Show simple item record

dc.contributor.authorBell, Bradford S.
dc.contributor.authorFederman, Jessica E.
dc.date.accessioned2020-11-17T17:19:58Z
dc.date.available2020-11-17T17:19:58Z
dc.date.issued2013-04-01
dc.identifier.other6899155
dc.identifier.urihttps://hdl.handle.net/1813/75490
dc.description.abstractOver the past decade postsecondary education has been moving increasingly from the class room to online. During the fall 2010 term 31 percent of U.S. college students took at least one online course. The primary reasons for the growth of e-learning in the nation's colleges and universities include the desire of those institutions to generate new revenue streams, improve access, and offer students greater scheduling flexibility. Yet the growth of e-learning has been accompanied by a continuing debate about its effectiveness and by the recognition that a number of barriers impede its widespread adoption in higher education.
dc.language.isoen_US
dc.rightsRequired Publisher Statement: © The Trustees of Princeton University. The Future of Children is licensed under a Creative Commons Attribution-NoDerivs 3.0 Unported License. All rights reserved.
dc.rights.urihttps://creativecommons.org/licenses/by-nd/3.0/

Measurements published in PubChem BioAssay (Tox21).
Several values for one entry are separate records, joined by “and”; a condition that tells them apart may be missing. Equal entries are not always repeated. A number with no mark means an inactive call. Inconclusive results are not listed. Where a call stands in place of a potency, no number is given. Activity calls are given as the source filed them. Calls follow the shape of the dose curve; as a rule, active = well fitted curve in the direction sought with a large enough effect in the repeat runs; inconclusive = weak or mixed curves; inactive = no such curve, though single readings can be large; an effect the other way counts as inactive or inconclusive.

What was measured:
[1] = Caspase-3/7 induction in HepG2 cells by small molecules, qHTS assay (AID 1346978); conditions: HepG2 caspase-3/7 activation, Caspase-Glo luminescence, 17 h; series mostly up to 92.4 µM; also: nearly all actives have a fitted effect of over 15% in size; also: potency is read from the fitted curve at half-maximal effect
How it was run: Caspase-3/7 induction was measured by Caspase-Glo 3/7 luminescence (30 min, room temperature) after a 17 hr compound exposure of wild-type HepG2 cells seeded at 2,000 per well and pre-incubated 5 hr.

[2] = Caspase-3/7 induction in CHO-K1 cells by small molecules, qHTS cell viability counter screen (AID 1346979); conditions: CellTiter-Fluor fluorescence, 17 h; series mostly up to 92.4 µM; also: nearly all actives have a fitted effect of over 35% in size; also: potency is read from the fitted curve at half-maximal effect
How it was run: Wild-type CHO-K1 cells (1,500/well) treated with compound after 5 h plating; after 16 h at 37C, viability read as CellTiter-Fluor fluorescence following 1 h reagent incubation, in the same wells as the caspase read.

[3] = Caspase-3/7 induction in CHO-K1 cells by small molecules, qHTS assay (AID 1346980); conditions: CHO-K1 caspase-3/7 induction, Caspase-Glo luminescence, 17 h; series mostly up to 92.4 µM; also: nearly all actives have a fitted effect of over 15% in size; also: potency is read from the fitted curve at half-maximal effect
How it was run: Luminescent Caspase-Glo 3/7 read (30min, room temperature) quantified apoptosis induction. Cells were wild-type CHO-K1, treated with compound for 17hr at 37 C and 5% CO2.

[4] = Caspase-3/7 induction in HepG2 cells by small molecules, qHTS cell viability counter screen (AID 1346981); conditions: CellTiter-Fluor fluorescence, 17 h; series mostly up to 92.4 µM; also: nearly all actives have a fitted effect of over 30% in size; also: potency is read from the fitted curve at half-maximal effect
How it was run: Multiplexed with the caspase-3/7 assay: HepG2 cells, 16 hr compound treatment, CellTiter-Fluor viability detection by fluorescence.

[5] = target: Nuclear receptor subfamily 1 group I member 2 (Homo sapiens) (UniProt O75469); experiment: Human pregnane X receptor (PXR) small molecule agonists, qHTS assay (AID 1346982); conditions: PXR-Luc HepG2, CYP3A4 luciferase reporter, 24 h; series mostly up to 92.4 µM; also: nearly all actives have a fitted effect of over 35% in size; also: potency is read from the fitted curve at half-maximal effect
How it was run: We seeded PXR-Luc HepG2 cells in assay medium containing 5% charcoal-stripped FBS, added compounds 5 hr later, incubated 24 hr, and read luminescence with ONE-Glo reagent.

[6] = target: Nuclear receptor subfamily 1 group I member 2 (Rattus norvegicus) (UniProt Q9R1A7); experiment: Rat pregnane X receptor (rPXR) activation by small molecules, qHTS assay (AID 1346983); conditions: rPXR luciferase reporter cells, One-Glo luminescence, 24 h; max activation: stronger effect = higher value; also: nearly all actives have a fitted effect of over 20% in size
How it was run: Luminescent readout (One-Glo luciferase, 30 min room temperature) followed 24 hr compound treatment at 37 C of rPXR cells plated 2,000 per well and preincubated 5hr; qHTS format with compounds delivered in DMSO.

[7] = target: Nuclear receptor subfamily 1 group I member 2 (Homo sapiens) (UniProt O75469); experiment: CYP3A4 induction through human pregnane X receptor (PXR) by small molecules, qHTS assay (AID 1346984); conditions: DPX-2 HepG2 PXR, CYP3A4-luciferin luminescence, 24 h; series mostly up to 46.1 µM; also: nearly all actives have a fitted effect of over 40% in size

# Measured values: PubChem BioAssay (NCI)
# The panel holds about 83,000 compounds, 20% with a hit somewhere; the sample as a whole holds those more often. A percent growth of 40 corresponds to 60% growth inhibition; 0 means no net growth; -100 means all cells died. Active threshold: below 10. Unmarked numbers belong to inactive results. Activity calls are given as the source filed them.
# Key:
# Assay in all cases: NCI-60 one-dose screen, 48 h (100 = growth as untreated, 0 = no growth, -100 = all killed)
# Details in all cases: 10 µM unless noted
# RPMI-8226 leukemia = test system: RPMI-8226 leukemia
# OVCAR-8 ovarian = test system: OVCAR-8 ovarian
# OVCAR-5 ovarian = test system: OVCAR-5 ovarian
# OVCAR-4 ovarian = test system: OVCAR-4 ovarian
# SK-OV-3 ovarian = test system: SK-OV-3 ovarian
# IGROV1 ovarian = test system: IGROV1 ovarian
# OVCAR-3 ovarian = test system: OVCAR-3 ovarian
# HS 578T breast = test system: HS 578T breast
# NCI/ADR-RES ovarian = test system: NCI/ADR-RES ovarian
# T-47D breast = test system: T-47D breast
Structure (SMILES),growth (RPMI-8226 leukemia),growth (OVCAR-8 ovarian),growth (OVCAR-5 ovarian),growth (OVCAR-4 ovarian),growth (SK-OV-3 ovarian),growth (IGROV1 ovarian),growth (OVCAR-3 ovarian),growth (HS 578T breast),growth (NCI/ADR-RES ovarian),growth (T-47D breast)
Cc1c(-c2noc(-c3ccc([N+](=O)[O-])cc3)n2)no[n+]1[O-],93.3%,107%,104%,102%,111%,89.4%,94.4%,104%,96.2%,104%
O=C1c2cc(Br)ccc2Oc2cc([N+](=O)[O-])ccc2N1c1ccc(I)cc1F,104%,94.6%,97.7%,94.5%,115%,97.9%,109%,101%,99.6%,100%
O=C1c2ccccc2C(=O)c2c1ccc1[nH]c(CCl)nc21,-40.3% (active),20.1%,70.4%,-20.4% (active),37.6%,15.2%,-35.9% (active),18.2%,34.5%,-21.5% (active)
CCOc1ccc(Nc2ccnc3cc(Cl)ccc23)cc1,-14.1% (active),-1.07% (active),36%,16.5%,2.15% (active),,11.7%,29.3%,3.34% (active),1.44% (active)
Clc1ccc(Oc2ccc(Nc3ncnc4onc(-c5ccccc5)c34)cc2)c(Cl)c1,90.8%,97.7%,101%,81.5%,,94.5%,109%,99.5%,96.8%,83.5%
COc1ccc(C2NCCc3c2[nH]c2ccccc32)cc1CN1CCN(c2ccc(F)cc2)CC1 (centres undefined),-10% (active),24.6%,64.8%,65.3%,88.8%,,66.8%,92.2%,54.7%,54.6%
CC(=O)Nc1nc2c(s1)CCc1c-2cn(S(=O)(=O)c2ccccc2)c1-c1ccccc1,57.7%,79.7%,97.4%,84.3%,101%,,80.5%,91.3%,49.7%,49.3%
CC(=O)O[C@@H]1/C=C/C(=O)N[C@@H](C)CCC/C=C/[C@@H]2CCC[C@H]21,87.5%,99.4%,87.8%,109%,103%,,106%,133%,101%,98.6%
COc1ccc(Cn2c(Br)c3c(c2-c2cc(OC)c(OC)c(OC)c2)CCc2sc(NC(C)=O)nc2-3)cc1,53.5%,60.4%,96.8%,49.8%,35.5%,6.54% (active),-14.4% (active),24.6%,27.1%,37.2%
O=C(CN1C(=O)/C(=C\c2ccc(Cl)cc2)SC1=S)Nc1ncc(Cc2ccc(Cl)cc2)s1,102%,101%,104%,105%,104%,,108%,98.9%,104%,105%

dc.subjecte-learning
dc.subjectpostsecondary education
dc.subjectrevenue streams
dc.subjectaccess
dc.titleE-Learning in Postsecondary Education
dc.typearticle
dc.description.legacydownloadsBell96_E_learning_in_postsecondary_education.pdf: 2044 downloads, before Oct. 1, 2020.
local.authorAffiliationBell, Bradford S.: bb92@cornell.edu Cornell University
local.authorAffiliationFederman, Jessica E.: Cornell University


Files in this item

Thumbnail

This item appears in the following Collection(s)

Show simple item record

Except where otherwise noted, this item's license is described as Required Publisher Statement: © The Trustees of Princeton University. The Future of Children is licensed under a Creative Commons Attribution-NoDerivs 3.0 Unported License. All rights reserved.

Statistics